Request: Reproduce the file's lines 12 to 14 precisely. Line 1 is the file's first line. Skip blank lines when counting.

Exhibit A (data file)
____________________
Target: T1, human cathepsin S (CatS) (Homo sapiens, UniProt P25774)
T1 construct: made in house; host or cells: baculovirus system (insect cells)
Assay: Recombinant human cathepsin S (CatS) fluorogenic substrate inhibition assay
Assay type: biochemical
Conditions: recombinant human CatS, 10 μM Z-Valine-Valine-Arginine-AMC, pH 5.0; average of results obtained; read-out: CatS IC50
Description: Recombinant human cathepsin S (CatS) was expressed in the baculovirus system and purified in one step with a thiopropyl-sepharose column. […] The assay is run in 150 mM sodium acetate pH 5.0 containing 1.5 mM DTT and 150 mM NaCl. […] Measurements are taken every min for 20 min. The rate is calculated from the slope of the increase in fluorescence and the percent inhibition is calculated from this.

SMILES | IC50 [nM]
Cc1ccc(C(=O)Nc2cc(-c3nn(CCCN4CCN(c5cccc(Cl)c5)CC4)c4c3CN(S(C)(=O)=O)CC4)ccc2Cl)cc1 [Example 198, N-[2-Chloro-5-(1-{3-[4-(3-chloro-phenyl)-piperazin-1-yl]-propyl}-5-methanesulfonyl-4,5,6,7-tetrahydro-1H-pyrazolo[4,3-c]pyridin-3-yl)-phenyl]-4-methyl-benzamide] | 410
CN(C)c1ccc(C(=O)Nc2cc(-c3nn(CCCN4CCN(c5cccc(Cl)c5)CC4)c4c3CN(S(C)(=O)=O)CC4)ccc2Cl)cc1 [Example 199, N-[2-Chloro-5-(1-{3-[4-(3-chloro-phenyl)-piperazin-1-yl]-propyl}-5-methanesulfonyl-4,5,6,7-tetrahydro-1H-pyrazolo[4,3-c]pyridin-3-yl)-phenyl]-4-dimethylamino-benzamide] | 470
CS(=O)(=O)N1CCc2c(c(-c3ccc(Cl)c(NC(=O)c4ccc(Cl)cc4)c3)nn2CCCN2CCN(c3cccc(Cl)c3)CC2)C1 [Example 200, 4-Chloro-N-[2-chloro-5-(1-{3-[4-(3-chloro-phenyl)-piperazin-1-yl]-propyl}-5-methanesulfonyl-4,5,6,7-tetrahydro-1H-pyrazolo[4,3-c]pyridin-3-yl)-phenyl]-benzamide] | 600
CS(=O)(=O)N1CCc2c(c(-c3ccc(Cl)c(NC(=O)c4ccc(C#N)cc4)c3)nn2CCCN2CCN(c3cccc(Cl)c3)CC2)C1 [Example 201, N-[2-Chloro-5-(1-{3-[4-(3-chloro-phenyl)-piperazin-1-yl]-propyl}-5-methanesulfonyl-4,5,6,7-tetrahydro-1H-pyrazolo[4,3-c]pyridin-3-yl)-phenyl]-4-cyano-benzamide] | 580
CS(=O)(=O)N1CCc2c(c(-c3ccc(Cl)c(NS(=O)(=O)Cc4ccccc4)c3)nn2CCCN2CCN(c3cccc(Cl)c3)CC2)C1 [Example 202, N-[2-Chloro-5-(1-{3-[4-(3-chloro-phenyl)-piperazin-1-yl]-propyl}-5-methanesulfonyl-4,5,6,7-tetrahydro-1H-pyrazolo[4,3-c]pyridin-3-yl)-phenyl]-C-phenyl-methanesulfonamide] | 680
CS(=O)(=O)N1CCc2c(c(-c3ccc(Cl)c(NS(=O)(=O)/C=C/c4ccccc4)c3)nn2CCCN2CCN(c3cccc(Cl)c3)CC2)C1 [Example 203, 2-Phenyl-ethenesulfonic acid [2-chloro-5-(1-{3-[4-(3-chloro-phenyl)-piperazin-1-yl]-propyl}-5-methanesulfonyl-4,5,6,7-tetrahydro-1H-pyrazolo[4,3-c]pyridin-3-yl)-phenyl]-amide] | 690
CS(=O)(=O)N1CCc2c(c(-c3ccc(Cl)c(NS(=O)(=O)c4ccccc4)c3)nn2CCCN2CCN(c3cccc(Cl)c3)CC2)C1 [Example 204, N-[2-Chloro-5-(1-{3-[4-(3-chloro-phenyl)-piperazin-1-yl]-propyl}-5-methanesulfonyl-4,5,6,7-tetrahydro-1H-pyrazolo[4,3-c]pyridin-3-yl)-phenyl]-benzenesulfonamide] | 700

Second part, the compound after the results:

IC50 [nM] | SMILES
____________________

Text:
CS(=O)(=O)N1CCc2c(c(-c3ccc(Cl)c(NS(=O)(=O)Cc4ccccc4)c3)nn2CCCN2CCN(c3cccc(Cl)c3)CC2)C1 [Example 202, N-[2-Chloro-5-(1-{3-[4-(3-chloro-phenyl)-piperazin-1-yl]-propyl}-5-methanesulfonyl-4,5,6,7-tetrahydro-1H-pyrazolo[4,3-c]pyridin-3-yl)-phenyl]-C-phenyl-methanesulfonamide] | 680
CS(=O)(=O)N1CCc2c(c(-c3ccc(Cl)c(NS(=O)(=O)/C=C/c4ccccc4)c3)nn2CCCN2CCN(c3cccc(Cl)c3)CC2)C1 [Example 203, 2-Phenyl-ethenesulfonic acid [2-chloro-5-(1-{3-[4-(3-chloro-phenyl)-piperazin-1-yl]-propyl}-5-methanesulfonyl-4,5,6,7-tetrahydro-1H-pyrazolo[4,3-c]pyridin-3-yl)-phenyl]-amide] | 690
CS(=O)(=O)N1CCc2c(c(-c3ccc(Cl)c(NS(=O)(=O)c4ccccc4)c3)nn2CCCN2CCN(c3cccc(Cl)c3)CC2)C1 [Example 204, N-[2-Chloro-5-(1-{3-[4-(3-chloro-phenyl)-piperazin-1-yl]-propyl}-5-methanesulfonyl-4,5,6,7-tetrahydro-1H-pyrazolo[4,3-c]pyridin-3-yl)-phenyl]-benzenesulfonamide] | 700